China

2011

Alerts   |   China

Foreign journalists detained in China's 'Jasmine' protests

New York, February 28, 2011--Chinese security officials' concerted attack on the foreign press in a busy commercial street near Tiananmen Square in Beijing Sunday is a return to the restrictions international reporters faced before they were eased in the run-up to the 2008 Olympics, the Committee to Protect Journalists said today.   

Alerts   |   China

China detains, censors bloggers on 'Jasmine Revolution'

New York, February 25, 2011--China's censors tightened Internet controls and security officials harassed and detained writers and activists in the wake of an online appeal for a "Jasmine Revolution" in China, according to international human rights groups and news reports. The apparent crackdown came in advance of two top legislative meetings, the National People's Congress and the Chinese People's Political Consultative Conference, scheduled for March.

Blog   |   China

Lawyer's footage of house arrest published in China

Men in plainclothes recently harassed at least six foreign journalists in Shandong province. Vivid news footage shoes a group pelting CNN reporter Stan Grant and his photographer with rocks when they tried to visit the home of an activist under house arrest. Brice Pedroletti from France's Le Monde, Stephane Lagarde with Radio France Internationale, and an unnamed New York Times journalist and photographer underwent similar confrontations in February, according to Agence France-Presse. 

Attacks on the Press   |   Afghanistan, Burma, China, Indonesia, Nepal, Pakistan, Sri Lanka, Thailand, Vietnam

Attacks on the Press 2010: Asia Analysis

Partisan Journalism and the Cycle of Repression

With journalists in their midst, police and protesters clash in Bangkok. (Reuters/Chaiwat Subprasom)

by Bob Dietz and Shawn W. Crispin

Lal Wickramatunga's family and publishing house, Leader Publications, have paid dearly in Sri Lanka's highly charged political climate. While Leader's newspapers, including the weekly Sunday Leader, are widely known for tough, independent reporting, they have been caught up in a partisan media environment, one filled with violence and censorship. Wickramatunga's brother has been murdered, his company has been sued, and his journalists face intimidation.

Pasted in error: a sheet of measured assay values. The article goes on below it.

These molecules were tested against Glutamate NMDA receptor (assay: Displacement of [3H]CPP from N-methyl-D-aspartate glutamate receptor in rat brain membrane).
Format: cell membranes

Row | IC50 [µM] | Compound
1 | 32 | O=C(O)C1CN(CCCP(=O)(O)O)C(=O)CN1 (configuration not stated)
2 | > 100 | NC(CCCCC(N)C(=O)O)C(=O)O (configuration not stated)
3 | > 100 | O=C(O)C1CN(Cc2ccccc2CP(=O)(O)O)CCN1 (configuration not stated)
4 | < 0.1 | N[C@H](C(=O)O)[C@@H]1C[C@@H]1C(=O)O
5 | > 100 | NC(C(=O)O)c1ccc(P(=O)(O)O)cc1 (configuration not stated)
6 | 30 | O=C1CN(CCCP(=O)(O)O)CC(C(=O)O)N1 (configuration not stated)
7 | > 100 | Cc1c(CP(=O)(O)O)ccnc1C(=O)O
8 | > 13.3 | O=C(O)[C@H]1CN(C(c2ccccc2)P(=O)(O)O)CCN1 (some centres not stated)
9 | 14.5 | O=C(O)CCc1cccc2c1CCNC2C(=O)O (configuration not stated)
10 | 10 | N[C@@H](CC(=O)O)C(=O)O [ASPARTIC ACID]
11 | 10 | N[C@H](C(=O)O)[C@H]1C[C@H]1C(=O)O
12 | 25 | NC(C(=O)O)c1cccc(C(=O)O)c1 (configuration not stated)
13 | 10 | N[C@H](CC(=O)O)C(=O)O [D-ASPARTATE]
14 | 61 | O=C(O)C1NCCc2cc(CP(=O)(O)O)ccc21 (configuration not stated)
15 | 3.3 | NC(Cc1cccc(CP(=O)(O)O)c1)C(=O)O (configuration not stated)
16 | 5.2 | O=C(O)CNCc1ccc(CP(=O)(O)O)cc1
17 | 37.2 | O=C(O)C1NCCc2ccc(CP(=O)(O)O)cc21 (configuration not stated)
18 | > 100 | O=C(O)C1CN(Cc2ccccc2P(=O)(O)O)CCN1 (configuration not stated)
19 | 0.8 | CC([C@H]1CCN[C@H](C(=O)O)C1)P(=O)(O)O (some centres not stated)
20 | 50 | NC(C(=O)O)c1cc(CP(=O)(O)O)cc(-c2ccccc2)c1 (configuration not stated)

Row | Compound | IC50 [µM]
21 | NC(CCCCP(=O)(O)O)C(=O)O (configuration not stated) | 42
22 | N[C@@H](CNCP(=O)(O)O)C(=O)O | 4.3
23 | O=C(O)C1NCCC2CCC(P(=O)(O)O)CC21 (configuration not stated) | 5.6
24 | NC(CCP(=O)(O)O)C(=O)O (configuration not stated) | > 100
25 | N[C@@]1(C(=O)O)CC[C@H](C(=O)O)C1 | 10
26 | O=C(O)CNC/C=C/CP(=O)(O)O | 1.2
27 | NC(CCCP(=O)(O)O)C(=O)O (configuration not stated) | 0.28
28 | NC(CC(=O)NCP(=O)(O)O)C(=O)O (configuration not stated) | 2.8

Attacks on the Press   |   China

Attacks on the Press 2010: China

Top Developments
• Cracking down on ethnic press, authorities jail Uighur, Tibetan journalists.
• Talk of media reform and press rights generates no official changes.

Key Statistic
34: Journalists imprisoned on December 1, tied with Iran for the highest figure in the world.


Operating under the strictures of the central propaganda department, official Chinese media either ignored or denounced the October 8 award of the Nobel Peace Prize to human rights defender and writer Liu Xiaobo. Authorities, who considered the award an insult, also blacked out coverage of Liu's prize on international news broadcasts from the BBC and CNN. The case highlighted significant, ongoing official censorship, and formed a backdrop for a national discussion on the potential for press reforms. Five days after the award was announced, 23 senior Communist Party members called for a sweeping overhaul of China's media censorship policies. "Our core demand is that the system of censorship be dismantled in favor of a system of legal responsibility," said the authors, largely retired party elders, many of whom held ranking positions in the media. Widely distributed by e-mail and posted on the Sina news portal, the letter criticized the propaganda department's unchecked control on news and information, calling it "an invisible black hand." Though the letter was very likely drafted before the Nobel prize was announced, its message was delivered at a moment of heightened attention.